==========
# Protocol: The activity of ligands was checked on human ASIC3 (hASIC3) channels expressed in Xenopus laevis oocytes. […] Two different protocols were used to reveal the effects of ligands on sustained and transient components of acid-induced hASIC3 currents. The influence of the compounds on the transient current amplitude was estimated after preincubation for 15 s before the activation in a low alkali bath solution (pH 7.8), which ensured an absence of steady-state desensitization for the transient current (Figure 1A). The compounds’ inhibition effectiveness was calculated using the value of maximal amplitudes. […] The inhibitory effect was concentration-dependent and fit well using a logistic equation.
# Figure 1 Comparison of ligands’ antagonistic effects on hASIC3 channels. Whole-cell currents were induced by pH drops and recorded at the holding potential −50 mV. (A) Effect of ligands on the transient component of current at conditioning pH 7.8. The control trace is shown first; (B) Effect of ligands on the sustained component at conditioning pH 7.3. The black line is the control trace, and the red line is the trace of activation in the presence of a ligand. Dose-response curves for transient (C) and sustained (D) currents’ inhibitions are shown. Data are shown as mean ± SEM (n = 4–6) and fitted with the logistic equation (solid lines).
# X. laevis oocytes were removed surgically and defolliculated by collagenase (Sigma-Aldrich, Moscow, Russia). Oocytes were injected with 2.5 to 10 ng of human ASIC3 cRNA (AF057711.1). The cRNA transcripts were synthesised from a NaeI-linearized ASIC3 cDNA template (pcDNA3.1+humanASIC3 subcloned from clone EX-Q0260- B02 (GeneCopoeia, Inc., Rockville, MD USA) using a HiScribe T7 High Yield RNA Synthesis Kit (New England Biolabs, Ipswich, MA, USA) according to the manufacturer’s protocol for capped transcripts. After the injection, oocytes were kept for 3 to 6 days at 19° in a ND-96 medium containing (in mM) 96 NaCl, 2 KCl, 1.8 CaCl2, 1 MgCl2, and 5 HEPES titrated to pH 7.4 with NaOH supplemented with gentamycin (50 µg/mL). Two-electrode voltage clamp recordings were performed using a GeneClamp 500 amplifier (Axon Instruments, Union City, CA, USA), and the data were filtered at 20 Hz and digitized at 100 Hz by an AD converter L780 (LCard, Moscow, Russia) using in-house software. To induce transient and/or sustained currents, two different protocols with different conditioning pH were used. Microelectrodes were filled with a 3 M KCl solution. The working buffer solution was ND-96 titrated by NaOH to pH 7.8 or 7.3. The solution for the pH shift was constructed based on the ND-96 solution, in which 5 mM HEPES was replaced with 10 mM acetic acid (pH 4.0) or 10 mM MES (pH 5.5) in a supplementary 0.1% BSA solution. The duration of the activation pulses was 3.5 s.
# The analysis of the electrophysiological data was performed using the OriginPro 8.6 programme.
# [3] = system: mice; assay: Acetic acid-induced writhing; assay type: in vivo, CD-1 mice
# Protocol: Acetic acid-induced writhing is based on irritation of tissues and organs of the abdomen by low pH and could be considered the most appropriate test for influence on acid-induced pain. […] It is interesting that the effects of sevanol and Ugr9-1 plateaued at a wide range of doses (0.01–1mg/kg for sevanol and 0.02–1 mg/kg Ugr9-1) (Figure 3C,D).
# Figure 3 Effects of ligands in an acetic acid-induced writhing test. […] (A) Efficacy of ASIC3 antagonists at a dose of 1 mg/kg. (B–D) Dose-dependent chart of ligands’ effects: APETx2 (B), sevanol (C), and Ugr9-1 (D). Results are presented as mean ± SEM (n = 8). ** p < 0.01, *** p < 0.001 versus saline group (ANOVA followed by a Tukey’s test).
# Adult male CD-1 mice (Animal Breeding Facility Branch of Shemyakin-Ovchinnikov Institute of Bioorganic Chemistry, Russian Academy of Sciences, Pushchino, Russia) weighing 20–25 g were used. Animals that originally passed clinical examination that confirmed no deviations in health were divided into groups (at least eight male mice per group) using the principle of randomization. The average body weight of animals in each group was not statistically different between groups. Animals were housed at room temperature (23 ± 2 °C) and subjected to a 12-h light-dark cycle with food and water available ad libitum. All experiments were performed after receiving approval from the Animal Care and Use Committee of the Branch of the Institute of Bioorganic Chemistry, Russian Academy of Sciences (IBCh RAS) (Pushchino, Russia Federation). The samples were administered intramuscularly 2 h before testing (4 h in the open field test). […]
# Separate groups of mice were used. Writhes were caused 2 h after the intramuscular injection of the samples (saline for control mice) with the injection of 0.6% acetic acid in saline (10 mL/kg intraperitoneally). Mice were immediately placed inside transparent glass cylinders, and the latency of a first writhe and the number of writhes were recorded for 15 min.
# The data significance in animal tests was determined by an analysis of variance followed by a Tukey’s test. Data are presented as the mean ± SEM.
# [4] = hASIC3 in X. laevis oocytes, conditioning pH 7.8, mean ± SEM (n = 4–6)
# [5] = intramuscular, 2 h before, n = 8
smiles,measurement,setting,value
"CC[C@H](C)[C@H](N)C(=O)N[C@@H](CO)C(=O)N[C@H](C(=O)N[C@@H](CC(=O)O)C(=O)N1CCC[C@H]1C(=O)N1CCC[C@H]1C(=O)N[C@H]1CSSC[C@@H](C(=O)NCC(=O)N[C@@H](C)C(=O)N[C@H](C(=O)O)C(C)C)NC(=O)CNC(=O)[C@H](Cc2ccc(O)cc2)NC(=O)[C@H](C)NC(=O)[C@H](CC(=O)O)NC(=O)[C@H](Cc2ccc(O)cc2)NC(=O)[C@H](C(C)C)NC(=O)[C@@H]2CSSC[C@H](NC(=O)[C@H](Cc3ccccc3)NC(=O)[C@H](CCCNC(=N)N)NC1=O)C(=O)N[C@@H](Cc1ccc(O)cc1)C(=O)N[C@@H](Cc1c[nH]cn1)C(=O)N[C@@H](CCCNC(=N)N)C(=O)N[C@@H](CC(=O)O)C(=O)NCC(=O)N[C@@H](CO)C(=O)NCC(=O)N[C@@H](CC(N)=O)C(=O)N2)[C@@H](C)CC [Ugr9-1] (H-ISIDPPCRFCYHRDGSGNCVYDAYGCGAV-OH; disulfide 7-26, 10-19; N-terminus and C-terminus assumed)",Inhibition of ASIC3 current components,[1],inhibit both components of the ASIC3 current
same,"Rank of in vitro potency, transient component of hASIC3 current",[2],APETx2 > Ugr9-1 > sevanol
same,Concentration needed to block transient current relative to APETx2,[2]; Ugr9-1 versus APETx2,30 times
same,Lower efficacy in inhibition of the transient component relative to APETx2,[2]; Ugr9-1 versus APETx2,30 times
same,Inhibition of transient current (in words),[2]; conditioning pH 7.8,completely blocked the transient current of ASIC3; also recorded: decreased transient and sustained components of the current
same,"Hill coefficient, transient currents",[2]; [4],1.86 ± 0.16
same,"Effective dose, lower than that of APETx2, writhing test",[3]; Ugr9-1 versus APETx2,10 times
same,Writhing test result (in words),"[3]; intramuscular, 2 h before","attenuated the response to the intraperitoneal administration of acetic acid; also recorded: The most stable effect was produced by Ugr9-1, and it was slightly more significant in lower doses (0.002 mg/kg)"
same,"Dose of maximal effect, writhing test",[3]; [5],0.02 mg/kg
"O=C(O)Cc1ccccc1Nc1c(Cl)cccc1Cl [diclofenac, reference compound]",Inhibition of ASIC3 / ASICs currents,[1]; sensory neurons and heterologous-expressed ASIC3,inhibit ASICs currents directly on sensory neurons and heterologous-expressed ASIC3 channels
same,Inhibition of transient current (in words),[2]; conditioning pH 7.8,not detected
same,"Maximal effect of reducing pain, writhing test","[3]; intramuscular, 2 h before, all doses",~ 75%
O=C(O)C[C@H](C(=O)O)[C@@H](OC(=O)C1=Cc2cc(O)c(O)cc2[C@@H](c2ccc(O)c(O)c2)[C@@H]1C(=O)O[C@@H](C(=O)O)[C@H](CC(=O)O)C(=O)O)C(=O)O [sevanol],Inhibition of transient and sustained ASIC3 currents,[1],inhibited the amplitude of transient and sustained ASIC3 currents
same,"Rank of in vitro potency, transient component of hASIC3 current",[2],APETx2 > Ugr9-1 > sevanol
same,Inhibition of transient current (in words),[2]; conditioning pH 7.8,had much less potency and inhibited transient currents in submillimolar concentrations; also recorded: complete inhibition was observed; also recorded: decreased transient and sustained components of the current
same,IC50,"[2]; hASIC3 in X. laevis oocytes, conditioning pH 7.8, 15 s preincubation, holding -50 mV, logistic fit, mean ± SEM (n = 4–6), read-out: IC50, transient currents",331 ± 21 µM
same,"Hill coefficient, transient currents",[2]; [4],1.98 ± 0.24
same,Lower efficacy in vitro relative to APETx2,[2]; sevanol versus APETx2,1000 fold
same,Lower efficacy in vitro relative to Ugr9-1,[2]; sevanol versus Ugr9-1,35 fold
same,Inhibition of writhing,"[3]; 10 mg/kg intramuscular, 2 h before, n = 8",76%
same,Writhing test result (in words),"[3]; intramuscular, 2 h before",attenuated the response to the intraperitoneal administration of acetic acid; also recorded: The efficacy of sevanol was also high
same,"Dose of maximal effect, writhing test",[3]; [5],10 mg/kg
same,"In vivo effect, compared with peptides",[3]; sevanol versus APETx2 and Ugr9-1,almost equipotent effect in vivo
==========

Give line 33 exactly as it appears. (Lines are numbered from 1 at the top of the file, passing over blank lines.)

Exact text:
same,Inhibition of writhing,"[3]; 10 mg/kg intramuscular, 2 h before, n = 8",76%